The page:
Considering these principles, we are unable to say that La. R.S. 14:74, which discriminates against men by proscribing the intentional nonsupport of wives by husbands but not of husbands by wives, is arbitrary, capricious, or unreasonable. Despite the increasing activities of women in the marketplace of commerce, it presently remains a fact of life that, between two spouses, the husband is invariably the means of support for the couple. Thus, the classification drawn by the statute, i.e., that only husbands are liable for criminal nonsupport, constitutes a reasonable legislative classification and does not contravene article 1, section 3 of the state constitution.

*292 II.

Section 1 of the fourteenth amendment to the United States Constitution provides that "[n]o State shall. . . deny to any person within its jurisdiction the equal protection of the laws." Thus, in passing legislation that imposes burdens upon or grants benefits to certain groups or classes of individuals, the state may not classify the range of persons affected by the burden or benefit without reason. To the extent that La. R.S. 14:74(1) imposes the burden of criminal liability for nonsupport of one's spouse only upon males by classifying supporters of spouses as husbands, it must withstand constitutional scrutiny in light of equal protection principles.

The equal protection clause requires that there by some justification in fact for the statutory classification drawn by the legislature, such that those similarly situated are similarly classified and treated. In other words, legislative classifications must be reasonable, not arbitrary, and must rest upon some ground of difference having a fair and substantial relation to the object of the legislation, so that all persons similarly circumstanced are treated alike. The degree of accuracy required of sex-based classifications is tested by the traditional standard of review, which requires only that there be a rational relation between the classification as drawn and the achievement of a legitimate state objective found to be the purpose of the statute.[3]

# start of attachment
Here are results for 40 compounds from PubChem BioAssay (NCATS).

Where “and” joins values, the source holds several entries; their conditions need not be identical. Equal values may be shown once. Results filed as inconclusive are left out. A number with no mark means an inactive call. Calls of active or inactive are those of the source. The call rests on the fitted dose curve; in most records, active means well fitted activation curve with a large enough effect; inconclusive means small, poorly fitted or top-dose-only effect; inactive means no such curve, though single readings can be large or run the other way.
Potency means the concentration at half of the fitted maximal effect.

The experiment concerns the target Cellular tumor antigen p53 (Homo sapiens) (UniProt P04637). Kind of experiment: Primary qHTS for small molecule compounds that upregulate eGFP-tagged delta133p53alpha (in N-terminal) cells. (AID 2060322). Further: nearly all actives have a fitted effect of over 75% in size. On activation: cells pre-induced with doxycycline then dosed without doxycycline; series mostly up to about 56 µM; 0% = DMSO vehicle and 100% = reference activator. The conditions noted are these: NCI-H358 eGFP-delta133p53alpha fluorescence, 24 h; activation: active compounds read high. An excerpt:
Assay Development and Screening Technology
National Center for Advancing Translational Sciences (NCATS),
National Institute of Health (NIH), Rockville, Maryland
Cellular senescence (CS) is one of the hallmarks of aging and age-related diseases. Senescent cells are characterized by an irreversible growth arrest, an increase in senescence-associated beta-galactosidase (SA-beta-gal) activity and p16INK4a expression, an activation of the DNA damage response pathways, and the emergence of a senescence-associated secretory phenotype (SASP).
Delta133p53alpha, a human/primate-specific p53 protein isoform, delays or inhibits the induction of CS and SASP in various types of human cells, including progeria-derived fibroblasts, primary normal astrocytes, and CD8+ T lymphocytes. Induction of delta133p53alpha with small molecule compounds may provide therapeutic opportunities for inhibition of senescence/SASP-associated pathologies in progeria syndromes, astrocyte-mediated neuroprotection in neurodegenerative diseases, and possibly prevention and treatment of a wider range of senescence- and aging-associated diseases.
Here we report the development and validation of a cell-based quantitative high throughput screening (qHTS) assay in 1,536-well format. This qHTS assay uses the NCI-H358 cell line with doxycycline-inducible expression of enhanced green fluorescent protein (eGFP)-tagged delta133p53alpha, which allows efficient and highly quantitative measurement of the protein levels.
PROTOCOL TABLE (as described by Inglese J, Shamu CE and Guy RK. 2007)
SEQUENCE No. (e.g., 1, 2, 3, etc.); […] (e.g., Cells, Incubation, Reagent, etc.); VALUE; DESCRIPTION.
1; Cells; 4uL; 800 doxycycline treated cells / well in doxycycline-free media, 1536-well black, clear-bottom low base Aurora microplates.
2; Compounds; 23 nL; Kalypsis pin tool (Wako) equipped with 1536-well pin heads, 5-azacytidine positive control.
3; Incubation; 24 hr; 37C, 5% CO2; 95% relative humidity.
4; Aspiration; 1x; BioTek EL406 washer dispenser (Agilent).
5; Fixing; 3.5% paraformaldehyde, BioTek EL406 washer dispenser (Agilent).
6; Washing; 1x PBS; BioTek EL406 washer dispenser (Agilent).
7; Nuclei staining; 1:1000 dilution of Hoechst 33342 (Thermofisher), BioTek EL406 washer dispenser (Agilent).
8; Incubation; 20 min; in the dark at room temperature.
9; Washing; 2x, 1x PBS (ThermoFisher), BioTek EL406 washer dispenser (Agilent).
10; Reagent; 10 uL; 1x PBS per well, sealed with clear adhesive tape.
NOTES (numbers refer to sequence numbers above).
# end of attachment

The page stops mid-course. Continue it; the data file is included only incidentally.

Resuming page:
While it is true that, as noted above, more and more women are abandoning the traditional role of homemaker in favor of commercial employment, the fact remains that, at present, the husband is still invariably the dominant or only means of support for a couple. In achieving the legitimate state objective of protecting the welfare of citizens of this state by prohibiting the desertion or intentional nonsupport of a wife by a husband, the statute similarly treats the vast majority of all those similarly situated. Thus, although the classification thus drawn may be under-inclusive[4] of all supporters of spouses, as drawn it demonstrates a rational relation between the classification of supporters of spouses as male and the achievement of a legitimate legislative objective. Accordingly, the statute violates neither the equal protection clause of the fourteenth amendment to the federal constitution nor that of article 1, section 3 of the new Louisiana constitution.

DECREE

For the reasons assigned, the ruling of the trial judge quashing the bill of information filed against defendant is hereby reversed, and the case is remanded to the trial court for further proceedings in accordance with the views expressed herein.